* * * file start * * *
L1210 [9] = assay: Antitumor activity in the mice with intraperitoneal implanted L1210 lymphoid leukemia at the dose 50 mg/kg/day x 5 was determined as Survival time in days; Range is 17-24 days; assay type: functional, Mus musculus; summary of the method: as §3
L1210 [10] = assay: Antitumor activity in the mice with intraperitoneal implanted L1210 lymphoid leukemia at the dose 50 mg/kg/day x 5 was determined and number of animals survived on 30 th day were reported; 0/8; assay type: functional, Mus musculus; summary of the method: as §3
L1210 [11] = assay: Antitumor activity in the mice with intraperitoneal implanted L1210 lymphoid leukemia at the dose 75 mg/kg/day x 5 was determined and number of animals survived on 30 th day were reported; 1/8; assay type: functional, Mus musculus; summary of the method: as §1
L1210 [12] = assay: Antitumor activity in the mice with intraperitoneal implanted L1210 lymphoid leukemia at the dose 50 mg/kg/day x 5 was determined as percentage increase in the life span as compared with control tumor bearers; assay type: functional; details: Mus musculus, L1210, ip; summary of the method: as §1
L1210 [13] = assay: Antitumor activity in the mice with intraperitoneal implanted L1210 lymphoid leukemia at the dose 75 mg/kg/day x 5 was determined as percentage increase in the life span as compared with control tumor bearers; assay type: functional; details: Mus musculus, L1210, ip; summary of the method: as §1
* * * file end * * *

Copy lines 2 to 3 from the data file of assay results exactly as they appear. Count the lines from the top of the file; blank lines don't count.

L1210 [10] = assay: Antitumor activity in the mice with intraperitoneal implanted L1210 lymphoid leukemia at the dose 50 mg/kg/day x 5 was determined and number of animals survived on 30 th day were reported; 0/8; assay type: functional, Mus musculus; summary of the method: as §3
L1210 [11] = assay: Antitumor activity in the mice with intraperitoneal implanted L1210 lymphoid leukemia at the dose 75 mg/kg/day x 5 was determined and number of animals survived on 30 th day were reported; 1/8; assay type: functional, Mus musculus; summary of the method: as §1